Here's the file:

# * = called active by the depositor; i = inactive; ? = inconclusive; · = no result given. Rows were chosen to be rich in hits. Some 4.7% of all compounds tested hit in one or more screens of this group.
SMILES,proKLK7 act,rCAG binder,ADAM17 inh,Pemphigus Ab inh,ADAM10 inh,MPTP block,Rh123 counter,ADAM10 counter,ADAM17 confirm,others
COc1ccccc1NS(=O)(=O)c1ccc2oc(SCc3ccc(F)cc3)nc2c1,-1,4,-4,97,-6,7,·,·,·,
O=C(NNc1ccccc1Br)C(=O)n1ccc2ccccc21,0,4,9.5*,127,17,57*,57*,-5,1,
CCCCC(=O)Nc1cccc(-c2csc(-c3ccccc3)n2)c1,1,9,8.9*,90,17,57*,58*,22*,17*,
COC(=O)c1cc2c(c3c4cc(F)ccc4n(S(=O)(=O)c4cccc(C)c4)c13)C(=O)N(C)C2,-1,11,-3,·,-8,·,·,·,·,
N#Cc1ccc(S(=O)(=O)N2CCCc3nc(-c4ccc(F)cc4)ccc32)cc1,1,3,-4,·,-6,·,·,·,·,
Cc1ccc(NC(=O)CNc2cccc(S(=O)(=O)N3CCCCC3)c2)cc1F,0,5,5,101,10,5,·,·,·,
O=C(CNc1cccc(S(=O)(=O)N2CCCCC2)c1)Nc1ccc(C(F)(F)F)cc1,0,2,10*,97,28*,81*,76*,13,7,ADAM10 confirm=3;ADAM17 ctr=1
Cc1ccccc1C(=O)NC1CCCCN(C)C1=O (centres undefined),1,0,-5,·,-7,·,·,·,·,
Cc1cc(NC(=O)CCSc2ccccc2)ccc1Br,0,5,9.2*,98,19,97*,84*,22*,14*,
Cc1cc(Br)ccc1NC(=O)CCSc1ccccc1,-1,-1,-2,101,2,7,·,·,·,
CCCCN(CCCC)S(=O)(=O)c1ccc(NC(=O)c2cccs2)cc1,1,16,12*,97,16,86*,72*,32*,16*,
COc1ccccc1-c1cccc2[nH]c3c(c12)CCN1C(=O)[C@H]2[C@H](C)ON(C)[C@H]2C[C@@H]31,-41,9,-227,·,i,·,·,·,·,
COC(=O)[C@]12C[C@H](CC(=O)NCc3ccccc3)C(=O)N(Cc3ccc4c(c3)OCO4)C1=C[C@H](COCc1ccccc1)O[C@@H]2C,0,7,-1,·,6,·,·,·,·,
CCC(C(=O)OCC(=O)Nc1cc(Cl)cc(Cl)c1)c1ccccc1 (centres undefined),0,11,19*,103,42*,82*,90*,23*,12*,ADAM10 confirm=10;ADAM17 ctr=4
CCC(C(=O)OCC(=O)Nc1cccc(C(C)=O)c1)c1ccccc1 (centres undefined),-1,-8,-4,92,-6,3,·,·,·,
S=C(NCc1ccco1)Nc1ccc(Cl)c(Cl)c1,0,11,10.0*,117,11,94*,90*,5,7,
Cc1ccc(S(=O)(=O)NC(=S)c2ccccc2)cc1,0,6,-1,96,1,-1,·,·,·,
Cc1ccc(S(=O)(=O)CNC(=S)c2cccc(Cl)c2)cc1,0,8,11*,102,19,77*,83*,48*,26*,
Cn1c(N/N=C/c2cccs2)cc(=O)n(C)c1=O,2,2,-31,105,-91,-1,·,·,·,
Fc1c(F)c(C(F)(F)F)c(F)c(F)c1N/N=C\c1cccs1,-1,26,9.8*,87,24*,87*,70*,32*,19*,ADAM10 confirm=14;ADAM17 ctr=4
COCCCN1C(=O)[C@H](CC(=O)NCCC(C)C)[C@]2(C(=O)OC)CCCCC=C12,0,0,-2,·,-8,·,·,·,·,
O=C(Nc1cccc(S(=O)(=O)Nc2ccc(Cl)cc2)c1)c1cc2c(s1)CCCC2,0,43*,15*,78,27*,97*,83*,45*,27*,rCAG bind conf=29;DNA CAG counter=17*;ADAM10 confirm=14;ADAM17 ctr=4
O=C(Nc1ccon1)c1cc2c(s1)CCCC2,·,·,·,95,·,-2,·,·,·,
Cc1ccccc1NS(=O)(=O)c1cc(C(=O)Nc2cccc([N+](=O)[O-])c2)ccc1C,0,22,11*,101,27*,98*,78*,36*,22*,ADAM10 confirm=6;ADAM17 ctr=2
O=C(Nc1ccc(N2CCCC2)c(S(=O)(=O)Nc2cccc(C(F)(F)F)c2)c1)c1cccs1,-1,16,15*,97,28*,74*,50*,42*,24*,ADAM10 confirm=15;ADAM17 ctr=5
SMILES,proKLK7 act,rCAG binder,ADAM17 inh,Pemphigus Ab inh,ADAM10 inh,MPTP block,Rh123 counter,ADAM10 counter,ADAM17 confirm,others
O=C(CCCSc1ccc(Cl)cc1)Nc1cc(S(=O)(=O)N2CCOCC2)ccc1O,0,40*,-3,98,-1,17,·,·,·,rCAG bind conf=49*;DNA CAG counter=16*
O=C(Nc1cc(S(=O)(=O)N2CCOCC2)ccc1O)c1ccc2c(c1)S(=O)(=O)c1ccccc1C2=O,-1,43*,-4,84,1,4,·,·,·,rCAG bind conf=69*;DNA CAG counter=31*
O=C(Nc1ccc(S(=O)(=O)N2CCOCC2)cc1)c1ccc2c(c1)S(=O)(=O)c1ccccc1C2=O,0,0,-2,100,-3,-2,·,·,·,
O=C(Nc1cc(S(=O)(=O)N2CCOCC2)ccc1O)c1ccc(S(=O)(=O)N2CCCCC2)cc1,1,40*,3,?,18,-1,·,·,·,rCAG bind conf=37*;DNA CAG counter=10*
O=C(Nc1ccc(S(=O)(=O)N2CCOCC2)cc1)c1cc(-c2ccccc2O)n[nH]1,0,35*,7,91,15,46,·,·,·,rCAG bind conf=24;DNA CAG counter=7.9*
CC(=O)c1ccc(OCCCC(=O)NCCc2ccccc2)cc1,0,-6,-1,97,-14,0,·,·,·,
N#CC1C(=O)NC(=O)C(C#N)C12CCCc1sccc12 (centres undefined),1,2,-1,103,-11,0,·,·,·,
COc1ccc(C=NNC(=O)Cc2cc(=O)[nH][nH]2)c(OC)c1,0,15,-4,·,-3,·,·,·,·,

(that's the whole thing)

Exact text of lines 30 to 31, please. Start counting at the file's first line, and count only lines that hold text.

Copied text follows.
O=C(Nc1cc(S(=O)(=O)N2CCOCC2)ccc1O)c1ccc2c(c1)S(=O)(=O)c1ccccc1C2=O,-1,43*,-4,84,1,4,·,·,·,rCAG bind conf=69*;DNA CAG counter=31*
O=C(Nc1ccc(S(=O)(=O)N2CCOCC2)cc1)c1ccc2c(c1)S(=O)(=O)c1ccccc1C2=O,0,0,-2,100,-3,-2,·,·,·,